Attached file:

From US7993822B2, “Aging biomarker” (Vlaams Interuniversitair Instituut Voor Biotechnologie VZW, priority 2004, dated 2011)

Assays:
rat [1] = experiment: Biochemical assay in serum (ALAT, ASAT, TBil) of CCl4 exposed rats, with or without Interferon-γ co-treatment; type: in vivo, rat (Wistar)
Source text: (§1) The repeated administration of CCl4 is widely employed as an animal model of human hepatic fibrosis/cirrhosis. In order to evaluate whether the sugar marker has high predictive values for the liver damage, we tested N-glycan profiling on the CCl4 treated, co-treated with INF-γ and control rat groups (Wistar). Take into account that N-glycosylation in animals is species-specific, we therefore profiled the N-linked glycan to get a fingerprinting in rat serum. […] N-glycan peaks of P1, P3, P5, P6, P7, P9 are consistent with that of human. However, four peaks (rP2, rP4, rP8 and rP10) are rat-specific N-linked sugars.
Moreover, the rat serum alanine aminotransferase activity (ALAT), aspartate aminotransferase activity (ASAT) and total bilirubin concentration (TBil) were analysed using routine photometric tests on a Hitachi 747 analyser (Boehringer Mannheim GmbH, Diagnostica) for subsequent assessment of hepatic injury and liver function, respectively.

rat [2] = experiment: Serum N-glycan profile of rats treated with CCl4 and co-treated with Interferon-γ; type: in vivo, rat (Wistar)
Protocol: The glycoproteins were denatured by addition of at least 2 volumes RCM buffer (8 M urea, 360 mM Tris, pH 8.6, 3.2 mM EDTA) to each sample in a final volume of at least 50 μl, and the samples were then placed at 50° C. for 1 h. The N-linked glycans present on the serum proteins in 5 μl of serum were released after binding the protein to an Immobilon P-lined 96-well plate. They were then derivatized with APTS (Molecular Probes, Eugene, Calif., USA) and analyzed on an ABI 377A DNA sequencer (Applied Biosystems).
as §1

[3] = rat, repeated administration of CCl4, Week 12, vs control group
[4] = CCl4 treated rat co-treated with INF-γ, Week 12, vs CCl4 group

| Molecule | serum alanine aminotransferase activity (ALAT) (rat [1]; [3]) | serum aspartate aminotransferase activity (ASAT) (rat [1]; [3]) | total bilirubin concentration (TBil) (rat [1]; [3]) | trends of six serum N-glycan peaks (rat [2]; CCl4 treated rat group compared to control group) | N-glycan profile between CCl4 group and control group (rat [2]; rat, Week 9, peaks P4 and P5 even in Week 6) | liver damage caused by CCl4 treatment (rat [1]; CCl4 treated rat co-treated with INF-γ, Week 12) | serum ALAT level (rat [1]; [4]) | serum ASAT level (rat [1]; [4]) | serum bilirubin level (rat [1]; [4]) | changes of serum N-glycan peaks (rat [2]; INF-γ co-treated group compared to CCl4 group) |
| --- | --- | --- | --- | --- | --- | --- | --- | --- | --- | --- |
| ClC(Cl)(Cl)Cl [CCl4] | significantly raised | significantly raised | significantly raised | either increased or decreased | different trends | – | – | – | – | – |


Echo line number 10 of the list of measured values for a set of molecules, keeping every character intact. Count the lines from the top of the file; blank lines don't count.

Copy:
[4] = CCl4 treated rat co-treated with INF-γ, Week 12, vs CCl4 group